The Seven Most Common Internal Comms Failings (Part Two)

Welcome to the second part of our look at the seven most common failings in internal comms. With fewer than 1 in 7 workers claiming to be “highly engaged”, this is clearly a wide-reaching issue.

By: James Blair on

You can find part one of this blog here.

After (1) employee engagement, (2) remote worker engagement, and (3) irregular and inconsistent comms, the next four in our list of seven deadly sins are as follows…

4. Lack of feedback

Most communications and HR professionals will tell you that employee feedback is essential for engagement and satisfaction. Giving your people the opportunity to feed back on how they are finding things will make them feel valued and charge your teams’ morale. It will boost engagement and provide a greater insight into the real mood of the workforce. It can also produce winning suggestions and great ideas from those “at the coalface”.

An employee recognition scheme that gives your people the chance to feedback to each other on their support and good deeds is another winning engagement tool. And it can help you to identify the movers, shakers, influencers and unsung heroes in your workplace.

Measuring the impacts of your internal communications on employee engagement, motivation and productivity are vital for your continued success.

5. Poor inter-departmental comms

It’s a worrying trend that too many companies seem to just accept that each different department has its own agenda and rulebook, sharing only limited information. No matter the size of the organisation, your sales, marketing, finance, admin, HR, quality and support people need to communicate effectively and continuously if the business is to prosper.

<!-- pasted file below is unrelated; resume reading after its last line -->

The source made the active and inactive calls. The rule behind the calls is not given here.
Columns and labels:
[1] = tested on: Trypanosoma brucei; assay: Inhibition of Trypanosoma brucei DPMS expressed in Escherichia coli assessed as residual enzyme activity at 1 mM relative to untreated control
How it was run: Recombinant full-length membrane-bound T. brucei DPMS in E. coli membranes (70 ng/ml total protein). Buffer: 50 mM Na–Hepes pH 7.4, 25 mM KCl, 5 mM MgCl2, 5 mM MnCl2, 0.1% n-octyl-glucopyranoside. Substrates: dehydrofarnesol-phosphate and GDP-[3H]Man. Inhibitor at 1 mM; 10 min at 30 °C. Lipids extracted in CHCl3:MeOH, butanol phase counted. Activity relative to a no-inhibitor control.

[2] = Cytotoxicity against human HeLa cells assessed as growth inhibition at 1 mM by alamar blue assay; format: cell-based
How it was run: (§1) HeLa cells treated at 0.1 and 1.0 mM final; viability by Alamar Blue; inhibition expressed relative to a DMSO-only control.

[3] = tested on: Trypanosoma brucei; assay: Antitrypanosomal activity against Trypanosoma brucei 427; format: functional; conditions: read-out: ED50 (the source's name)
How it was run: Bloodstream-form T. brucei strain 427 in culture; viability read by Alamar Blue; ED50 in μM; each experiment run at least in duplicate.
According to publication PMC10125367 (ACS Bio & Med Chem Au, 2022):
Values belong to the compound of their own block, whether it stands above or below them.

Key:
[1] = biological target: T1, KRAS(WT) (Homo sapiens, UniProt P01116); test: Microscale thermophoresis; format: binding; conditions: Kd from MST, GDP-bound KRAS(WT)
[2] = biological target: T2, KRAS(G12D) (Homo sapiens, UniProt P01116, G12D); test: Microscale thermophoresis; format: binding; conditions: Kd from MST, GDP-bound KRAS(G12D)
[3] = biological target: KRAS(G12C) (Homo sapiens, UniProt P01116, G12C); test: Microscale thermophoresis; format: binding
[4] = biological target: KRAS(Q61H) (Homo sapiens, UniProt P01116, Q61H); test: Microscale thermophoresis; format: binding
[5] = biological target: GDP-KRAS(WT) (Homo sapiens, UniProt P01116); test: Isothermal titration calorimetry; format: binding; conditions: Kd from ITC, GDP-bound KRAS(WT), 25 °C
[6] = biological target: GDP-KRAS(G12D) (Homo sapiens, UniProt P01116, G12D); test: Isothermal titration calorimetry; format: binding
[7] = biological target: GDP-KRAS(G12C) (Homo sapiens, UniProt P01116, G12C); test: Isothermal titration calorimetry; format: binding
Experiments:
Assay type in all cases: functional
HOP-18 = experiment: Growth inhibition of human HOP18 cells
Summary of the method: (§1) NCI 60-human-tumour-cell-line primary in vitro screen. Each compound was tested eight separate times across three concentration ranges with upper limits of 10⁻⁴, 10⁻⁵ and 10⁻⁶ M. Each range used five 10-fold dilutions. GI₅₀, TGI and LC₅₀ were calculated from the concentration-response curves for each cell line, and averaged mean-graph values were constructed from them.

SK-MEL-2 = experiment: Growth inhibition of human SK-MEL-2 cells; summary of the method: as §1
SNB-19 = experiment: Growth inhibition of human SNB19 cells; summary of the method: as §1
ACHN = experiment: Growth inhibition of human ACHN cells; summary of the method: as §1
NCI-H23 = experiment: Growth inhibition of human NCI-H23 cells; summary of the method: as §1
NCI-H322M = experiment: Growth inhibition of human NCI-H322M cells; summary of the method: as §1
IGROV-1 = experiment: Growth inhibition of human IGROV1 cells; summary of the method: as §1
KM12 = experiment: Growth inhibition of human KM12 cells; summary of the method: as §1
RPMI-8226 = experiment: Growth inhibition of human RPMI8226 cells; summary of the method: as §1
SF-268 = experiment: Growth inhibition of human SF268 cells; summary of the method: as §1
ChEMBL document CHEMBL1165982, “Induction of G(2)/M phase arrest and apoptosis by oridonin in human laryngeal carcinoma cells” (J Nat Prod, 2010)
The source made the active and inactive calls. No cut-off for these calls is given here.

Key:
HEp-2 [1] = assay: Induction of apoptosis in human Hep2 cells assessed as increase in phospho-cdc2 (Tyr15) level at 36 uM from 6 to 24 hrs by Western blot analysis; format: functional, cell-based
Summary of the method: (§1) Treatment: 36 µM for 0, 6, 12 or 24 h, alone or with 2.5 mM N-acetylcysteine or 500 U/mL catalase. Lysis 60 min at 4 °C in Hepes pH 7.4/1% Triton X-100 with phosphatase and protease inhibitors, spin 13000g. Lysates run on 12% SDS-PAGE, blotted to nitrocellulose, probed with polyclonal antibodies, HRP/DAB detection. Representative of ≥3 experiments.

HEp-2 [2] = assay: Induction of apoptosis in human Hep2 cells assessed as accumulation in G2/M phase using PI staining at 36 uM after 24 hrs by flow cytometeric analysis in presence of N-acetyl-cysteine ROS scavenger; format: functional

The same goes for cross-departmental collaboration and knowledge sharing. Research suggests that high-performing businesses are 5 times more likely to encourage cross-team collaboration. Why wouldn’t you encourage sharing that knowledge?

6. Technology

Please don’t crow proudly about that outdated intranet as your “invaluable online hub”. Too many of these are not user-friendly, awash with irrelevant or outdated information, impossible to navigate and avoided by employees like the plague. And that affects productivity.

Hands up if you’ve ever wasted hours searching for crucial info’ on an internal system only to give up when your patience ran out…

E-mail is still the primary channel for internal comms in most companies even though we all know that, depending on where they work, some employees have limited access to their account, some have full inboxes and most ignore anything that they perceive as “generic” – and that tends to include those that arrive addressed to “all company”.

There are so many tech’ solutions available these days, and not all require an enormous budget or dedicated IT team to set up.

7. Lack of variety & fun

Yes, we know there is a time and place for corporate professionalism. But internal comm’s rarely calls for that. Making your internal comms fun is one of the best ways to drive engagement and get your messages to land and to stick. Mixing up your messaging with eye-popping visuals, lively videos and fun content may take a little more creativity and effort, but will get your points across. As mentioned earlier, an informal peer-to-peer recognition scheme can be a fun way to boost morale and engagement on an ongoing basis.

Like internal training, comms and recognition are often among the first things to get shunted aside when too many business priorities collide, but this can have a significant negative impact on engagement and productivity, and the effects can be wide-reaching and long-lasting.